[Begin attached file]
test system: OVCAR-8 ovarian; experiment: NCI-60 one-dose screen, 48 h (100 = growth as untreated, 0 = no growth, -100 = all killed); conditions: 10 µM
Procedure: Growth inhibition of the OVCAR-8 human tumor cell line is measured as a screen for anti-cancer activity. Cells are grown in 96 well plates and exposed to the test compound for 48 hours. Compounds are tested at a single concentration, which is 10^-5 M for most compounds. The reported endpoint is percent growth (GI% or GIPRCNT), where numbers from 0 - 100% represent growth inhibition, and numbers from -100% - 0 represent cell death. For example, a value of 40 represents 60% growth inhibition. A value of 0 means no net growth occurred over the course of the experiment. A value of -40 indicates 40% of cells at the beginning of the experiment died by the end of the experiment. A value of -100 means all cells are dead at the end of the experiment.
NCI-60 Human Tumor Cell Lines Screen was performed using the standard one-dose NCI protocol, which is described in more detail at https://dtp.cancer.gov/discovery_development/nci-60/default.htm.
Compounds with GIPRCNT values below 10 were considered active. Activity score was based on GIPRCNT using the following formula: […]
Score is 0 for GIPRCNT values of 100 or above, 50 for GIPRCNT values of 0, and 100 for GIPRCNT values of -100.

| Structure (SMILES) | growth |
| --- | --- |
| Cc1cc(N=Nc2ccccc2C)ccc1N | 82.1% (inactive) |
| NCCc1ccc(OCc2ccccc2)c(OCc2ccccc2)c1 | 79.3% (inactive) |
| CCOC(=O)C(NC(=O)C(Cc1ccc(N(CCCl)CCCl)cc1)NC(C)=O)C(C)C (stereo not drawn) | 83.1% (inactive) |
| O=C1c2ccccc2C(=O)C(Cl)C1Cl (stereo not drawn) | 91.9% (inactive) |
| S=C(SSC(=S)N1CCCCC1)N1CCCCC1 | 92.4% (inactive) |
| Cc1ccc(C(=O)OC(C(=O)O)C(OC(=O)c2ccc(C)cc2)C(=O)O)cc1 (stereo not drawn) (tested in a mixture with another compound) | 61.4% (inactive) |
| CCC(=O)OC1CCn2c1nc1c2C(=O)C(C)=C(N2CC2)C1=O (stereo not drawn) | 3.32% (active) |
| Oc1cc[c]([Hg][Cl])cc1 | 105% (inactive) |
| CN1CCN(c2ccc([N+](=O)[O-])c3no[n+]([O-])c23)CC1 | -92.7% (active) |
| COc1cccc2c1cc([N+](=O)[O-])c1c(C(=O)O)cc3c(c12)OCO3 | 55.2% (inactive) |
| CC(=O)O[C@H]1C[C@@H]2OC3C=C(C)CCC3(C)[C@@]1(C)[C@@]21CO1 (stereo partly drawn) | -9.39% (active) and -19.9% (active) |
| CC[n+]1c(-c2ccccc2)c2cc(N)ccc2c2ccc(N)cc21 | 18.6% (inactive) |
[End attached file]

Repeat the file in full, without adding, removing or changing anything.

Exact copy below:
test system: OVCAR-8 ovarian; experiment: NCI-60 one-dose screen, 48 h (100 = growth as untreated, 0 = no growth, -100 = all killed); conditions: 10 µM
Procedure: Growth inhibition of the OVCAR-8 human tumor cell line is measured as a screen for anti-cancer activity. Cells are grown in 96 well plates and exposed to the test compound for 48 hours. Compounds are tested at a single concentration, which is 10^-5 M for most compounds. The reported endpoint is percent growth (GI% or GIPRCNT), where numbers from 0 - 100% represent growth inhibition, and numbers from -100% - 0 represent cell death. For example, a value of 40 represents 60% growth inhibition. A value of 0 means no net growth occurred over the course of the experiment. A value of -40 indicates 40% of cells at the beginning of the experiment died by the end of the experiment. A value of -100 means all cells are dead at the end of the experiment.
NCI-60 Human Tumor Cell Lines Screen was performed using the standard one-dose NCI protocol, which is described in more detail at https://dtp.cancer.gov/discovery_development/nci-60/default.htm.
Compounds with GIPRCNT values below 10 were considered active. Activity score was based on GIPRCNT using the following formula: […]
Score is 0 for GIPRCNT values of 100 or above, 50 for GIPRCNT values of 0, and 100 for GIPRCNT values of -100.

| Structure (SMILES) | growth |
| --- | --- |
| Cc1cc(N=Nc2ccccc2C)ccc1N | 82.1% (inactive) |
| NCCc1ccc(OCc2ccccc2)c(OCc2ccccc2)c1 | 79.3% (inactive) |
| CCOC(=O)C(NC(=O)C(Cc1ccc(N(CCCl)CCCl)cc1)NC(C)=O)C(C)C (stereo not drawn) | 83.1% (inactive) |
| O=C1c2ccccc2C(=O)C(Cl)C1Cl (stereo not drawn) | 91.9% (inactive) |
| S=C(SSC(=S)N1CCCCC1)N1CCCCC1 | 92.4% (inactive) |
| Cc1ccc(C(=O)OC(C(=O)O)C(OC(=O)c2ccc(C)cc2)C(=O)O)cc1 (stereo not drawn) (tested in a mixture with another compound) | 61.4% (inactive) |
| CCC(=O)OC1CCn2c1nc1c2C(=O)C(C)=C(N2CC2)C1=O (stereo not drawn) | 3.32% (active) |
| Oc1cc[c]([Hg][Cl])cc1 | 105% (inactive) |
| CN1CCN(c2ccc([N+](=O)[O-])c3no[n+]([O-])c23)CC1 | -92.7% (active) |
| COc1cccc2c1cc([N+](=O)[O-])c1c(C(=O)O)cc3c(c12)OCO3 | 55.2% (inactive) |
| CC(=O)O[C@H]1C[C@@H]2OC3C=C(C)CCC3(C)[C@@]1(C)[C@@]21CO1 (stereo partly drawn) | -9.39% (active) and -19.9% (active) |
| CC[n+]1c(-c2ccccc2)c2cc(N)ccc2c2ccc(N)cc21 | 18.6% (inactive) |